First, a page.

I was curious to explore how demented she was! In all seriousness, as someone who commits suicide I knew she was troubled, but I was curious to explore the nature of their love, whether it was a bit poisonous. I think we tend to forget that they kill themselves, and forget to question whether or not that is an act of love. Remarkably, it does feel like that's what she believes. And I feel that Shakespeare really believes in the sacred nature of love. But these poor guys - they didn't have a lot of options. I think he respectfully witnesses their despair.
Where/when is this version set, and how does it speak to today's audience?
In a modern, imaginative space. If you'll permit my indulgence - in and through Daniel's soul!
I hope it speaks of our desire to connect with others and to live, to live happily and well. To fight for what you believe in, the cost of not letting go, and how important it is that we respect each other and set a good example to our children. I think he's also examining the consequences of not having healthy boundaries. Romeo and Juliet love each other but they don't know how to truly look after each other - they're too vulnerable themselves.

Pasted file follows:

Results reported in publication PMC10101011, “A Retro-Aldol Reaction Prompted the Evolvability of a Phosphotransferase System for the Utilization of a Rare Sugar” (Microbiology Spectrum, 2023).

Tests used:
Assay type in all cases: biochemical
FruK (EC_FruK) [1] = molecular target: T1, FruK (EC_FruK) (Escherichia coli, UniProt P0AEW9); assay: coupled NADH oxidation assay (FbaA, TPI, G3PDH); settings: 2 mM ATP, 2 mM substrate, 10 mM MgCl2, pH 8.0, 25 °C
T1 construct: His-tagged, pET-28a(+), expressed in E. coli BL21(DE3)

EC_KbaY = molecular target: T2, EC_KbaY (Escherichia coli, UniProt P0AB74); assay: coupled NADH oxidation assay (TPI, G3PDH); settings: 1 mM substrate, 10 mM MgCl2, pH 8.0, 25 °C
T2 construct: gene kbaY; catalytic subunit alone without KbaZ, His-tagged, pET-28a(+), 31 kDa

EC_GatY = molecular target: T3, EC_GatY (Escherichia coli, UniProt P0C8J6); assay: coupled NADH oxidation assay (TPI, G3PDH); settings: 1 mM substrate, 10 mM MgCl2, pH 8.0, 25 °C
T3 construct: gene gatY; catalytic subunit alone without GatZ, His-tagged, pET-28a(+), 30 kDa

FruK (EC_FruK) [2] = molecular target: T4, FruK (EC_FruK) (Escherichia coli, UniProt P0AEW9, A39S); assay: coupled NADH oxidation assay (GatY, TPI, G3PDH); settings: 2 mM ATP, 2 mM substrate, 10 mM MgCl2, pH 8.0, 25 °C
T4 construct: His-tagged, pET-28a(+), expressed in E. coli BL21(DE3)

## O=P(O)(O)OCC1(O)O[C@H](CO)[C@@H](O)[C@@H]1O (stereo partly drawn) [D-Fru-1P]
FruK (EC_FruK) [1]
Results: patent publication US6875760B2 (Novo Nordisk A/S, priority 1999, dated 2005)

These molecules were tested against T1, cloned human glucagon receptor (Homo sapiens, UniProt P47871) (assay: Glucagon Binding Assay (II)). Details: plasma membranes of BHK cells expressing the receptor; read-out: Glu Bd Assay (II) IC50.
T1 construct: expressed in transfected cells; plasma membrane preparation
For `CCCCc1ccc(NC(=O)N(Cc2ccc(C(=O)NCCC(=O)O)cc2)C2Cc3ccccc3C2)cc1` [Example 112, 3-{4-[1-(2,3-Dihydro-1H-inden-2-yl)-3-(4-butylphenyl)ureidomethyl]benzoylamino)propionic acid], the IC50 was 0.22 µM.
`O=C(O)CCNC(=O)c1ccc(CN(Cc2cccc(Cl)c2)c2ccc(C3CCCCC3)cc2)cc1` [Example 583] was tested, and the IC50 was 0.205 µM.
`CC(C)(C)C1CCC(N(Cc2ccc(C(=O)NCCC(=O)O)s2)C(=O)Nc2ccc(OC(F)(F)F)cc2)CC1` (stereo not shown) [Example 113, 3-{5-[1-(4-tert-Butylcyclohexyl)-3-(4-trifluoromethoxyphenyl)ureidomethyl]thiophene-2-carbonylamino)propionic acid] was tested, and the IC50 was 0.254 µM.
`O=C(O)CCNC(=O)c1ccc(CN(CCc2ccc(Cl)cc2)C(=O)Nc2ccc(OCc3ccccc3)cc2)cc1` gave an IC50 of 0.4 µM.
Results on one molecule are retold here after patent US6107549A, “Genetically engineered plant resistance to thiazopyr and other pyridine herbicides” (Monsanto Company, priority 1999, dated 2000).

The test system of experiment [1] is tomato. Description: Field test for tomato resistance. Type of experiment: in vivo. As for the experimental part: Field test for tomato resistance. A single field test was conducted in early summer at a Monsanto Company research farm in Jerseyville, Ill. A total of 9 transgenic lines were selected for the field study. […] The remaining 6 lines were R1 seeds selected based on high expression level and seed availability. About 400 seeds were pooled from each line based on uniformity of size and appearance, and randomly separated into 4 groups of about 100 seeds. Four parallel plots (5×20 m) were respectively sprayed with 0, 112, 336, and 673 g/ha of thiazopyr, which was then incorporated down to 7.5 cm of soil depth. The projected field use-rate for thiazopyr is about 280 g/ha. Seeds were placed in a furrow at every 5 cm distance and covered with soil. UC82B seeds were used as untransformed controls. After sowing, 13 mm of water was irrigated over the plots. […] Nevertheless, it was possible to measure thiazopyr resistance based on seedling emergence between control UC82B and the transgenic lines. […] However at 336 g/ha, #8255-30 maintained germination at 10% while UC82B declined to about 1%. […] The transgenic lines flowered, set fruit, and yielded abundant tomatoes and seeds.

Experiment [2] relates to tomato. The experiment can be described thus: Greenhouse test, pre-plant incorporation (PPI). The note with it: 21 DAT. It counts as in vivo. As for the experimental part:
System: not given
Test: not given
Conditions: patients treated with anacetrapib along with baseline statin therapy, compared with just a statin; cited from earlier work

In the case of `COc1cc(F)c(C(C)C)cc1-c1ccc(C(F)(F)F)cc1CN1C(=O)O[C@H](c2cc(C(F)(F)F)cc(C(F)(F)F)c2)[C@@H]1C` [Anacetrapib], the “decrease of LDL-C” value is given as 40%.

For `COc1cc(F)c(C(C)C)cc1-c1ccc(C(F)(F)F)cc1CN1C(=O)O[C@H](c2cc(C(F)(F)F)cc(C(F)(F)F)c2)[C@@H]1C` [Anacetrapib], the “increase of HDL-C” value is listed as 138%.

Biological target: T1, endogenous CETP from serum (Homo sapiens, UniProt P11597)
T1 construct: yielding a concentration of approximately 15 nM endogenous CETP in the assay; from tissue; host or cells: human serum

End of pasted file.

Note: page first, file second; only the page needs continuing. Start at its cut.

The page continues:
This is your first time performing at the Globe - have you been given advice from other actors?
Yes, it is! Erm yes, don't try and control anything, because anything can happen. I'm thrilled and terrified and excited. Oh - and wear thermals.
As an opera director too, does Daniel bring something different to the table?
Daniel's been so prepared, which I think he's learnt through working in opera. And yet very beautifully, he's always willing to stay flexible. Also I imagine it will have inspired him to take certain theatrical risks; it may have inspired the breadth of his vision. He hears the text in terms of musicality - it's a score for him. But ultimately, I feel, it's his experience as a human that truly sparks and inspires his gifts. The man is a blessing to work with in so many ways.
Any dream roles or collaborators for the future?
I want to play Lady Macbeth with Johnny Harris as Mr. I want to play Kate in the Shrew with Hari Dhillon as Petruchio. I wouldn't say no to Cleopatra. Am I too old to play Portia? Ah, and Hermione too - so many beautiful women! Can I do it with Daniel? Or Ivo Van Hove - with people who are rigorously involved in the rawness, messiness, insanity, paradoxical beauty of the human condition - thankfully there are many in our industry. I also have a burning desire to direct, so perhaps I might encourage myself!
Finally, any advice for budding actresses?
Chekhov said "stick to your own path and leave competition to others", and Nina in The Seagull says, "it's not fame, it's not the glory, it's not all the things I used to dream about, it's the ability to endure, have faith, bear your cross". Watch your self-esteem getting locked up with whether or not you are working, keep enjoying your life whatever happens with work, but yes tenacity and also - it's not just for unicorns. Keep on.
Photo credit: Robert Workman